Once again another facet of our staff population has brought me to tears. I know it’s a lot easier to do that as I’ve gotten older, but I still think it’s justified.
At all four of our YES! Grant Prize Patrol visits this week, the school principal was able to join us to surprise the winning teacher. They walk us down to the classroom, announce our presence and beam alongside their teacher. On the way to class and back, they tell us about fun things going on in their schools or share stories about their teachers.
Without exception these building leaders are proud of their schools. They point out various art projects or class activities on display. They recount stories of student successes. They rarely talk about themselves or any role they have in making their schools effective. They are just proud.
Justifiably so, if you ask me. The principals seem almost as amazed as those outside of education at what their teachers are able to accomplish with limited support.
I asked one of them what was their top pain point so we could better gauge how we could help, and she said they needed more adults in the building. These adults would alleviate some of the pressure on the classroom teachers to be all things to all students. If we had more teacher assistance to monitor that child with a sensory issue, then the teacher could devote more time to instruction. If we had a licensed counselor in the building, we could host groups for children with a high score on their Adverse Childhood Event assessment so they could self-regulate consistently and not disrupt lessons.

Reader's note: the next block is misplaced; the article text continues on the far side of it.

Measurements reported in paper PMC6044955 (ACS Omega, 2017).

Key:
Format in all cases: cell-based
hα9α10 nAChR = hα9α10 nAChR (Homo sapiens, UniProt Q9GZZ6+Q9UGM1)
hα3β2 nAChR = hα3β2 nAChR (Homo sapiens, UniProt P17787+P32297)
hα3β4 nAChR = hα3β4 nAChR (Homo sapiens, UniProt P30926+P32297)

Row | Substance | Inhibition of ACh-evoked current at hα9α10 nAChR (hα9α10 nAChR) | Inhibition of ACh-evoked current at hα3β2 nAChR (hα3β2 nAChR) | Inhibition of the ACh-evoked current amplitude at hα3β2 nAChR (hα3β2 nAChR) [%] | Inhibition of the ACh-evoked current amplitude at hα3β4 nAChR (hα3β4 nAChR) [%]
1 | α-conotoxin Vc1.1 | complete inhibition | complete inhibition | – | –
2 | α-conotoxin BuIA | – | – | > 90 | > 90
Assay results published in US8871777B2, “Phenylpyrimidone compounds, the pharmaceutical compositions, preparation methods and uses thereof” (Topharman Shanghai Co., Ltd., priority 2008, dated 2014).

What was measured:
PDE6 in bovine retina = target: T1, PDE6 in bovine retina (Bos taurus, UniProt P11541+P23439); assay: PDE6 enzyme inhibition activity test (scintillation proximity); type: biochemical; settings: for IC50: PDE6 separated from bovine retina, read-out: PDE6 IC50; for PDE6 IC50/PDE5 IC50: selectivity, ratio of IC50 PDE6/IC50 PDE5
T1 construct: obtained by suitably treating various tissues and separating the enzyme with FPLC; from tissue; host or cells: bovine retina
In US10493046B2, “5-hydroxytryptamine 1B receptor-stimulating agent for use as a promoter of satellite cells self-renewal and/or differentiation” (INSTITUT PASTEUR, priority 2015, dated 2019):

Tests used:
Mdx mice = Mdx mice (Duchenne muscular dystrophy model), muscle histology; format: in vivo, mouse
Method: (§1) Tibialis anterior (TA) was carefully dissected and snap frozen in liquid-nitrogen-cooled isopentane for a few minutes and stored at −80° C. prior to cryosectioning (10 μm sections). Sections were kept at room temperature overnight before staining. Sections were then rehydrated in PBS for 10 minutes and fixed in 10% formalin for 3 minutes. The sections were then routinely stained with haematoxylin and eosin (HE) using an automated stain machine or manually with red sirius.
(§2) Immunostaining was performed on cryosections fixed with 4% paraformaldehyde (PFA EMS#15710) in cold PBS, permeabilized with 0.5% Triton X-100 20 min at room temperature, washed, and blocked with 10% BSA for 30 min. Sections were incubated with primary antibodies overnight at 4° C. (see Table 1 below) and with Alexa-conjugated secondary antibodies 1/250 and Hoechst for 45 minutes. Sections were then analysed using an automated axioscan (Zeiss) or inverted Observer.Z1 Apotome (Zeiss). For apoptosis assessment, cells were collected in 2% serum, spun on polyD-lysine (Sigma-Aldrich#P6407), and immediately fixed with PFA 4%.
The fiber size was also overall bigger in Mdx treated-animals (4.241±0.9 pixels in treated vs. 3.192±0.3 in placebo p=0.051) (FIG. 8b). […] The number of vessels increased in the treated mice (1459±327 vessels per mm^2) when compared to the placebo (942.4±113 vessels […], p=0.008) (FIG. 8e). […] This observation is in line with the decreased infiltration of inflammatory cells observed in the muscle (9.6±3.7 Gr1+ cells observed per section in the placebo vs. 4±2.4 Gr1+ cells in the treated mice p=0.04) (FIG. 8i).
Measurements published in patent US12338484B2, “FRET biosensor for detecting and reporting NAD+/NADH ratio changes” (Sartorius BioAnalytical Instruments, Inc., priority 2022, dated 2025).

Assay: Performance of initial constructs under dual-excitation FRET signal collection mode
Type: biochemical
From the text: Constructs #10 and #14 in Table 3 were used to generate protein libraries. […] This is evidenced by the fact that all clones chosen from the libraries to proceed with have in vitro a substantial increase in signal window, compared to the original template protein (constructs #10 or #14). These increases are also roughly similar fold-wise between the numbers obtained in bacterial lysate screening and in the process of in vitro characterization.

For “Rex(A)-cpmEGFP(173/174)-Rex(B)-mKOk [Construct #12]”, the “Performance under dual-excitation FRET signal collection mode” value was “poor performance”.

When you read that 30,000 teachers have left the profession in the past 6 years, you know some of that is due to the pay, but also know most of it — two-thirds in fact — is due to a need for more people who can share the load of educating our most precious resource. It is an emotionally-taxing job. One of our donors even described teachers as first responders, because they have similar burdens to nurses and firefighters. Teachers are often the ones who find out that a child needs food or clothing. They are the first to know that a child has been neglected or hurt in the home.
Principals in our district know this, and want to do everything they can to alleviate the frustrations their teachers are experiencing. They spend money from their own pockets too, just to provide little things to show the teachers they are appreciated.
It was so heart-warming to see the enthusiasm the principals have for their staffs. I want to do more to thank them too! It’s a matter of principle. What do we really value as a society? What can we as a foundation and a community do to help those who help our teachers be their best?